Second-trimester uterine artery Doppler screening in unselected populations: a review.
Papageorghiou AT., Yu CKH., Cicero S., Bower S., Nicolaides KH.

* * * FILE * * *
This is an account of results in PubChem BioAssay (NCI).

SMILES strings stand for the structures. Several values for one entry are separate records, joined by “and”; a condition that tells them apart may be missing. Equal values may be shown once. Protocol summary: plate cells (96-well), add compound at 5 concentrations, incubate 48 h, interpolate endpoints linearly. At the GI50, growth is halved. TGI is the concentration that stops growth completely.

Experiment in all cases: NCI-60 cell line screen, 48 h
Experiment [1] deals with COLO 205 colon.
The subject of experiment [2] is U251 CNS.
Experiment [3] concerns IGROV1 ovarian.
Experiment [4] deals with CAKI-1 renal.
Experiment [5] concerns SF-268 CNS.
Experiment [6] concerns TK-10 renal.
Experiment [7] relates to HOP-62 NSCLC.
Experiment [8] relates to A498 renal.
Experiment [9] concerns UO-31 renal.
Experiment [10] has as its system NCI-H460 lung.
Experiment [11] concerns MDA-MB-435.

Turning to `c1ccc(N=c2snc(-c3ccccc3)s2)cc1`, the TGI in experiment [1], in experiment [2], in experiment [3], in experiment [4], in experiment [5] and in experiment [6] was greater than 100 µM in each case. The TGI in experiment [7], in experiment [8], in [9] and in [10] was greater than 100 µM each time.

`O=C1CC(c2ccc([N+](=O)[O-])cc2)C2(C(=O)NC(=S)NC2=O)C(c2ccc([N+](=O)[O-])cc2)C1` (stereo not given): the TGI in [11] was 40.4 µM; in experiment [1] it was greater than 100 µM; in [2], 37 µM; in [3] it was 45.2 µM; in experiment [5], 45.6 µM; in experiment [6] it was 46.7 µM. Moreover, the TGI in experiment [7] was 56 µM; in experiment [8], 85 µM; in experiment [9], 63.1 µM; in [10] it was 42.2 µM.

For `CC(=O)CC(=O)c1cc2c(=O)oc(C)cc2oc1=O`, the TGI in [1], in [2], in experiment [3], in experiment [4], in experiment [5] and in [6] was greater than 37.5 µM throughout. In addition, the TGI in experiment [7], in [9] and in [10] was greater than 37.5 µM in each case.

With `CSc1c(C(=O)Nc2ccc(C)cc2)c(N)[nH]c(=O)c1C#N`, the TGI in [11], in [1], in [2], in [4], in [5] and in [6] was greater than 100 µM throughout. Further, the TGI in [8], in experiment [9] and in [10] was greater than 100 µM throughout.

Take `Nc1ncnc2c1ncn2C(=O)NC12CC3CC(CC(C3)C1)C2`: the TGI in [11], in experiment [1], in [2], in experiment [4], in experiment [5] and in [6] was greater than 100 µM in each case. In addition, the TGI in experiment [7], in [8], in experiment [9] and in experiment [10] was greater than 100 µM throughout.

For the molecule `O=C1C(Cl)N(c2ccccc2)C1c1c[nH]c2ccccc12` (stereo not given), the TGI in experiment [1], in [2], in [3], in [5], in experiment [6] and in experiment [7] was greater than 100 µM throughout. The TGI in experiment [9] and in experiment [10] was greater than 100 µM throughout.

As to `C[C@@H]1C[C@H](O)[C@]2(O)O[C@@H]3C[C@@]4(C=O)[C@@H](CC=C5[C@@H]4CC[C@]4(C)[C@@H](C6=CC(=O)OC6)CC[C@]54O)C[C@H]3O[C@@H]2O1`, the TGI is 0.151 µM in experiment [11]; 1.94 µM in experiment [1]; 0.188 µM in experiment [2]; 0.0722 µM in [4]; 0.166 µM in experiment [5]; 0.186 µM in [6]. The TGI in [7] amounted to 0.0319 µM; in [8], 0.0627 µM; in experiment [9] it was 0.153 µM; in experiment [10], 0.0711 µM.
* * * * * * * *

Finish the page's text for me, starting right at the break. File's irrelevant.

OBJECTIVE: Doppler ultrasound provides a non-invasive method for the study of the uteroplacental circulation. In normal pregnancy, impedance to flow in the uterine arteries decreases with gestation, which may be the consequence of trophoblastic invasion of the spiral arteries and their conversion into low-resistance vessels. Pre-eclampsia and fetal growth restriction are associated with failure of trophoblastic invasion of spiral arteries, and Doppler studies, in these conditions, have shown that impedance to flow in the uterine arteries is increased. A series of screening studies involving assessment of impedance to flow in the uterine arteries have examined the potential value of Doppler in identifying pregnancies at risk of the complications of impaired placentation. This review examines the findings of Doppler studies in unselected populations. METHODS: Searches of a computerized medical database were performed to identify relevant studies. Only those studies that provided sufficient data to allow calculation of the performance of the test were included in the analysis. Likelihood ratios were calculated for each study and are reported for pre-eclampsia, fetal growth restriction and perinatal death as well as for more severe forms of pre-eclampsia and fetal growth restriction. RESULTS: The literature search identified 19 relevant studies, four of which were excluded from the further analysis. The main characteristics and results of the 15 remaining studies provided discrepant results, which may be the consequence of differences in Doppler technique for sampling, the definition of abnormal flow velocity waveform, differences in the populations examined, the gestational age at which women were studied and different criteria for the diagnosis of pre-eclampsia and fetal growth restriction. Nevertheless, the studies provided evidence that increased impedance to flow in the uterine arteries is associated with increased risk for subsequent development of pre-eclampsia, fetal growth restriction and perinatal death. In addition, women with normal impedance to flow in the uterine arteries constituted a group that have a low risk of developing obstetric complications related to uteroplacental insufficiency. CONCLUSIONS: The review suggests that increased impedance to flow in the uterine arteries in pregnancies attending for routine antenatal care identifies about 40% of those who subsequently develop pre-eclampsia and about 20% of those who develop fetal growth restriction. Following a positive test, the likelihood of these complications is increased by about 6 and 3.5 times, respectively.